When building an outdoor barbecue or fireplace, it is important to use firebrick for your project. Constructed with high alumina content, firebricks are designed to withstand high temperature ranges and resist flaking during the cooling process. Ideally, firebrick should withstand hot temperatures between 2,800 degrees Fahrenheit and 4,000 F. Most firebricks have a special coating to prevent flaking and hazardous dust gases cast off by the firing process. Some are available in special designs and shapes for artistic projects. Check with your local brickyard for available styles.
To prolong the life of your barbecue, use refractory mortar instead of standard cement mortar. Unlike cement mortar, refractory mortar is specifically designed to be used in applications that will experience high temperatures and cooling down processes, such as those of fire pits, fireplaces and barbecues. It will not flake or erode away like standard mortar, therefore creating a safer joint between the firebricks that will block flames from escaping and potentially destroying surrounding areas. Refractory mortar is available at home improvement stores in premixed buckets and has the consistency of thick drywall putty. Refractory mortar also sets faster than standard mortar, cutting construction time in half and because of its quick set time of only a few seconds, you will not have to use as much mortar to create the joints. Unlike traditional mortar that requires you to spread a layer of mortar a half an inch thick and hold the brick in place until it begins to set, refractory mortar requires only a thin spread between one-sixteenth and one-eighth inch thick. Refractory mortar also is water-soluble, which makes cleanup an easy task, eliminating the need to be meticulously careful to avoid damaging surrounding areas.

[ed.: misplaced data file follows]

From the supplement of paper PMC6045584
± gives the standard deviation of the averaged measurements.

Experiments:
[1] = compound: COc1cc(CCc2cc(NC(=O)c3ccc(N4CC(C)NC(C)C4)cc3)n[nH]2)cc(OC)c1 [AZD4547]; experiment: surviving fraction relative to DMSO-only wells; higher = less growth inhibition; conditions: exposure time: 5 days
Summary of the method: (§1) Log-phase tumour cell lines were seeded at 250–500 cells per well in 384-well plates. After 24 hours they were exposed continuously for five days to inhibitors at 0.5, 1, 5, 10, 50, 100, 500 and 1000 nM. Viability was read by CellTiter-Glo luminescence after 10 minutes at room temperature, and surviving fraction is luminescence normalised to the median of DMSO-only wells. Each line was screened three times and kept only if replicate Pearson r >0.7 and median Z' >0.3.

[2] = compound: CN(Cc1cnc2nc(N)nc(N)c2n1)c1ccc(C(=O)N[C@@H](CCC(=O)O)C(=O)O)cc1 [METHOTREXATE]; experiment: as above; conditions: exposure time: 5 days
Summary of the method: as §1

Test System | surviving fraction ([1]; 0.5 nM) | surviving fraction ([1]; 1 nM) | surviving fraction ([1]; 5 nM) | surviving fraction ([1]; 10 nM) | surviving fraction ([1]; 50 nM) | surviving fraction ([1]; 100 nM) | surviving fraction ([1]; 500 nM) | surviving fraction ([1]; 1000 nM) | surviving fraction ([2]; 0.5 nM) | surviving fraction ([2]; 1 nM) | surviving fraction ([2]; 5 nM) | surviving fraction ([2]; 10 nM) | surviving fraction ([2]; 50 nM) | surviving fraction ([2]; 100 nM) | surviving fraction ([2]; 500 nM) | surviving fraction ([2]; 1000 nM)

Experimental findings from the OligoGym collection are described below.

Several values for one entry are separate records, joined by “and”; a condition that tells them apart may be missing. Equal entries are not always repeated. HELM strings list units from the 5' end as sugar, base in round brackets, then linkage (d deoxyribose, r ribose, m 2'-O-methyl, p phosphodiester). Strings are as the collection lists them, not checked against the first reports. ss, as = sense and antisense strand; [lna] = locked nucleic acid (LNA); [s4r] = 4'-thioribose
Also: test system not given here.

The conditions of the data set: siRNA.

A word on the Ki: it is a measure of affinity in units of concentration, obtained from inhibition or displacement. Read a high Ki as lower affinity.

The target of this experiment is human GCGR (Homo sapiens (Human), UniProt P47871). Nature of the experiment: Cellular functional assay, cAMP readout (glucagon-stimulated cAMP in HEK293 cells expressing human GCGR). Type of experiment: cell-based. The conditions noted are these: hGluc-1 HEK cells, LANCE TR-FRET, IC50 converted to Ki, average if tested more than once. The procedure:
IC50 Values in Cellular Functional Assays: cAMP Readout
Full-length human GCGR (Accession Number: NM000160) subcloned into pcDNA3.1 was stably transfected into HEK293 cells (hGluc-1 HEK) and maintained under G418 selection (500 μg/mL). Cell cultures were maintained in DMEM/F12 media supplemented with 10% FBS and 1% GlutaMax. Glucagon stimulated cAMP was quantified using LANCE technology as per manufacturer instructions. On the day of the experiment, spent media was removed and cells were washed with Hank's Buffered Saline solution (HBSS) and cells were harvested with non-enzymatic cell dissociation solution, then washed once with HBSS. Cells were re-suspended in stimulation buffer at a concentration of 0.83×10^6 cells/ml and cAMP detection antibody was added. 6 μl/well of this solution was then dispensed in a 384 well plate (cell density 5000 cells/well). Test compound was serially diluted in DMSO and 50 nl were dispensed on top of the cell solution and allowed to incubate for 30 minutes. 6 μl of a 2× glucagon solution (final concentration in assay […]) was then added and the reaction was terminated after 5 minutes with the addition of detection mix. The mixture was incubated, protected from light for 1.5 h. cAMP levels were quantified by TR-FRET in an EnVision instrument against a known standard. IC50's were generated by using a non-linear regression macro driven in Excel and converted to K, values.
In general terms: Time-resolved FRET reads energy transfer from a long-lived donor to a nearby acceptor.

Tips for Laying Firebricks
Lay firebricks on an even, flat surface, using concrete to form a supportive footer that will hold the weight of the brick and prevent cracking caused by shifts in ground levels. When laying firebrick, spray the brick with water 24 hours before beginning your project. This step prevents the brick from absorbing the water from your mortar, which can cause the mortar to set up too quickly, creating incorrect bonding, and causing cracking. However, if you are using refractory mortar, you do not need to do this step because this type of mortar is calcium-aluminate based and does not require water to cure. When constructing a barbecue, you might find you have to cut some brick to create special pieces for tricky corners and tight areas. You can use a masonry hammer, although a diamond-blade masonry saw makes quick work of brick cuts. When cutting firebrick, use special safety goggles to protect your eyes and gloves to prevent scrapes and cuts.